Old 01-06-2010, 05:03 PM
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Quote:
Originally Posted by Thierry25 View Post

... past the max TQ band , we can see the torque is dropping dramatically. This drop tell us directly that barrel filling becomes very poor. ( due to the cams, turbo, intake and exhaust limit...). Somewhere step by step, air can not go in and exhaust gas can not go out.

So past the max TQ band, the flow is mathematically increased by RPM but is decrease by filling efficiency. So I think the air flow doesn't increase so much .

Then be back to the so called Kjet behaviour (stock), I think the max fuel capacity of the Kjet is already achieved at little above max TQ band. Past this point the air flow increase slowly but as the flowed fuel is already at it max, the AFR is increasing step by step either.

Then when we switch to more agressive cams, we never get any problem with mid RPM ( since the kjet is self tuning ) but past it fuel capacity we hit the limit in sharper way. No matter higher or a bit lower RPM is ....

Dropping the pressure control doesn't change anything... the metering plate is fully moved ( or very nearly).

Acting the lambda freq valve doesn't change anything either...For max capacity it is even much better to turn it off and to increase the valves adjs. screws. ( Remember this FV returns an important amount of fuel to the tank)

Increase the fuel system pressure ( by shimming the head) bring almost nothing it self.
....
Thanks for the correction on the CP for the 3.3 & 3.6 heads.


I like your thoughts on where gross air flow is.

Peak TQ is where the motor is running at its most efficient level.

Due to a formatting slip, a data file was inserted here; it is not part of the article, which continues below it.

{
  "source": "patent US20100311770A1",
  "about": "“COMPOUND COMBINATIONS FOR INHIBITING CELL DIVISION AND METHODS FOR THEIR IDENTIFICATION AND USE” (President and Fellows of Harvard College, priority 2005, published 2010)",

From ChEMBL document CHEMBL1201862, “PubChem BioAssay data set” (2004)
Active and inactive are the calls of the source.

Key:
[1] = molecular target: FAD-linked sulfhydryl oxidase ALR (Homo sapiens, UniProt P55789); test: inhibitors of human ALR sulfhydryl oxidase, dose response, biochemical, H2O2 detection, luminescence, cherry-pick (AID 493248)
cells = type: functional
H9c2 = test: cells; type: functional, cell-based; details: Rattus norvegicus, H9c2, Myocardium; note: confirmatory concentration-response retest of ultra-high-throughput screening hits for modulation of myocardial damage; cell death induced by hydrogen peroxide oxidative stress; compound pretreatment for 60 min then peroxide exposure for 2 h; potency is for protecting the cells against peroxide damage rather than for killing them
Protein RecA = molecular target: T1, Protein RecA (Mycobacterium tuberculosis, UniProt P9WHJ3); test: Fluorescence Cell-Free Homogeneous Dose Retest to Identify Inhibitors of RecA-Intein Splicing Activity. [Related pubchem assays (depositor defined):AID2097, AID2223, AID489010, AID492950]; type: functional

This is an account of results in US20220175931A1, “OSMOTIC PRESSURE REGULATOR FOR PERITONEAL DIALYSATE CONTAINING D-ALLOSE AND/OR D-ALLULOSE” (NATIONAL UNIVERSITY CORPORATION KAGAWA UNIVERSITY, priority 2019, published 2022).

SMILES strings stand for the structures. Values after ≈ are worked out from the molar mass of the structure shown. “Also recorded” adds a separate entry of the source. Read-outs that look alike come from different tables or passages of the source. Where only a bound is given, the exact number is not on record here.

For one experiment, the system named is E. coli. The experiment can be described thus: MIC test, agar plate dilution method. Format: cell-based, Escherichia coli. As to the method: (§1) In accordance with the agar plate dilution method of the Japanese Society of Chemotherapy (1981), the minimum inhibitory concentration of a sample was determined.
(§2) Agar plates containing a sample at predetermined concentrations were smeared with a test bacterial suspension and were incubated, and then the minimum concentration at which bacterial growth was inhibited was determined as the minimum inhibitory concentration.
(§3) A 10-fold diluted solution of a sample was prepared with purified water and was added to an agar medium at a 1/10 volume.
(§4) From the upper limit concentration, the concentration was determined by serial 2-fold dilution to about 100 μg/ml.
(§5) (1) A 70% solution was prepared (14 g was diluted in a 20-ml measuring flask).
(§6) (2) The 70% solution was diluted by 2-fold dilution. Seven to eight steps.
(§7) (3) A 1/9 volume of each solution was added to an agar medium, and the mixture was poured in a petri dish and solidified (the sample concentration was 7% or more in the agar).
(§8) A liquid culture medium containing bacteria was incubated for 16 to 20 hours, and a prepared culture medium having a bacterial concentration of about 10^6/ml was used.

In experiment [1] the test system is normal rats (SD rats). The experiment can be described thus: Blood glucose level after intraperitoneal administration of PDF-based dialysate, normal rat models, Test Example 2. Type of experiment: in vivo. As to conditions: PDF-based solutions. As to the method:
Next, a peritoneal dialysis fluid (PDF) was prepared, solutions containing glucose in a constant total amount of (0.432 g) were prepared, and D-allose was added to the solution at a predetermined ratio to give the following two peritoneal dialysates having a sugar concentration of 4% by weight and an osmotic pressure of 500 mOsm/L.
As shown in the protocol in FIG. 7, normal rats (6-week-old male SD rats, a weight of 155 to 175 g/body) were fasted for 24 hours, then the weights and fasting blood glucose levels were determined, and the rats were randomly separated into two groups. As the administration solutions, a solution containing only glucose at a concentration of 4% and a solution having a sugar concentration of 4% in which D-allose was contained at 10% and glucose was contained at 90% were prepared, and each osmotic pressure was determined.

Peak HP is where it is probably using its max air and fuel.

The metering plate moves quickly at first with changes in air flow. Partially to the ratio of the arm to the metering pin but mostly due to the shape of the metering cone.

As we get to higher air flows, the metering plate dose start to slow as air starts finding a more direct path off the end of the metering plate and the plate extends past the metering assembly exit. I say it stalls but to say it slows is probably more accurate.

There is about one full point of added fuel available by reducing CP below stock. This has been the corner stock of the Andial WUR sense the beginning. I believe after about 1.9 bar there is nothing to be gained.


So, after we hit peak HP and air flows fall off, do we want the fuel level to fall off to or do we want to maintain our goal AFR.

If we can get the metering function to compensate for changes in air flow accurately at our expanded air flows it will be self compensating.

Maybe the key is lower restriction injectors and a larger metering cone to a degree.

At some point increasing the flow of the FD is needed but we need to do so in relation to changes in air flow.
Old 01-06-2010, 05:26 PM